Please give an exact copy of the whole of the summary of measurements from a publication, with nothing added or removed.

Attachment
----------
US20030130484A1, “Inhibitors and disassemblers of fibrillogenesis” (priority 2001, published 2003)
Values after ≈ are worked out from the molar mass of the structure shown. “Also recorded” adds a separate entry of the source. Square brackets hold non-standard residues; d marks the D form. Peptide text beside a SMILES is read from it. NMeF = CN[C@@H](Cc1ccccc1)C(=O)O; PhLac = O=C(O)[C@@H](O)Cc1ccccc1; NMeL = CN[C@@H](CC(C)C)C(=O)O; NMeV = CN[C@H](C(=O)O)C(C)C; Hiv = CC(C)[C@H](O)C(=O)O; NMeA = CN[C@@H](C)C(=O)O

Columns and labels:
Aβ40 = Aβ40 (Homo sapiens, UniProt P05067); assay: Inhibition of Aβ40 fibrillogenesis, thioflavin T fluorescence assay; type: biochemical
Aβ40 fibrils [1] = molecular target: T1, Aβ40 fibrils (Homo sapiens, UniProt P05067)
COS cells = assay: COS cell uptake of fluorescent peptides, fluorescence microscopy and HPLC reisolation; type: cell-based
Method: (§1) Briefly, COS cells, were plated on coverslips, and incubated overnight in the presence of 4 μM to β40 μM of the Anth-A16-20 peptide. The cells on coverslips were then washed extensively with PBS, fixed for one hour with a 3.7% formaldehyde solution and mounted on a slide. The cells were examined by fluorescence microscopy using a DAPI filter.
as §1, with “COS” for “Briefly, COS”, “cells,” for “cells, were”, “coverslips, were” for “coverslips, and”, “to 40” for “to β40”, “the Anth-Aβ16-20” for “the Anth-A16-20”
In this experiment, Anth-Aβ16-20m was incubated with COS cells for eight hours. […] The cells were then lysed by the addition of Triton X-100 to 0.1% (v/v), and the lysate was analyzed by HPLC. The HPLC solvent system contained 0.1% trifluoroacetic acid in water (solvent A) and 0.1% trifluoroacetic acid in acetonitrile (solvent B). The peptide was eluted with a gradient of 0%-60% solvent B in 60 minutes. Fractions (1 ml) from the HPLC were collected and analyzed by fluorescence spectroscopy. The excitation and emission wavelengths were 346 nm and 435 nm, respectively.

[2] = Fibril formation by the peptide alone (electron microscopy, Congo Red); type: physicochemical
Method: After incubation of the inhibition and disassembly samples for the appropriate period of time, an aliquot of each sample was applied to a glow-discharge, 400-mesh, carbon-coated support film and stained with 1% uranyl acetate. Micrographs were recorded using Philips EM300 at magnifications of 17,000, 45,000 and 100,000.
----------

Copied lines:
US20030130484A1, “Inhibitors and disassemblers of fibrillogenesis” (priority 2001, published 2003)
Values after ≈ are worked out from the molar mass of the structure shown. “Also recorded” adds a separate entry of the source. Square brackets hold non-standard residues; d marks the D form. Peptide text beside a SMILES is read from it. NMeF = CN[C@@H](Cc1ccccc1)C(=O)O; PhLac = O=C(O)[C@@H](O)Cc1ccccc1; NMeL = CN[C@@H](CC(C)C)C(=O)O; NMeV = CN[C@H](C(=O)O)C(C)C; Hiv = CC(C)[C@H](O)C(=O)O; NMeA = CN[C@@H](C)C(=O)O

Columns and labels:
Aβ40 = Aβ40 (Homo sapiens, UniProt P05067); assay: Inhibition of Aβ40 fibrillogenesis, thioflavin T fluorescence assay; type: biochemical
Aβ40 fibrils [1] = molecular target: T1, Aβ40 fibrils (Homo sapiens, UniProt P05067)
COS cells = assay: COS cell uptake of fluorescent peptides, fluorescence microscopy and HPLC reisolation; type: cell-based
Method: (§1) Briefly, COS cells, were plated on coverslips, and incubated overnight in the presence of 4 μM to β40 μM of the Anth-A16-20 peptide. The cells on coverslips were then washed extensively with PBS, fixed for one hour with a 3.7% formaldehyde solution and mounted on a slide. The cells were examined by fluorescence microscopy using a DAPI filter.
as §1, with “COS” for “Briefly, COS”, “cells,” for “cells, were”, “coverslips, were” for “coverslips, and”, “to 40” for “to β40”, “the Anth-Aβ16-20” for “the Anth-A16-20”
In this experiment, Anth-Aβ16-20m was incubated with COS cells for eight hours. […] The cells were then lysed by the addition of Triton X-100 to 0.1% (v/v), and the lysate was analyzed by HPLC. The HPLC solvent system contained 0.1% trifluoroacetic acid in water (solvent A) and 0.1% trifluoroacetic acid in acetonitrile (solvent B). The peptide was eluted with a gradient of 0%-60% solvent B in 60 minutes. Fractions (1 ml) from the HPLC were collected and analyzed by fluorescence spectroscopy. The excitation and emission wavelengths were 346 nm and 435 nm, respectively.

[2] = Fibril formation by the peptide alone (electron microscopy, Congo Red); type: physicochemical
Method: After incubation of the inhibition and disassembly samples for the appropriate period of time, an aliquot of each sample was applied to a glow-discharge, 400-mesh, carbon-coated support film and stained with 1% uranyl acetate. Micrographs were recorded using Philips EM300 at magnifications of 17,000, 45,000 and 100,000.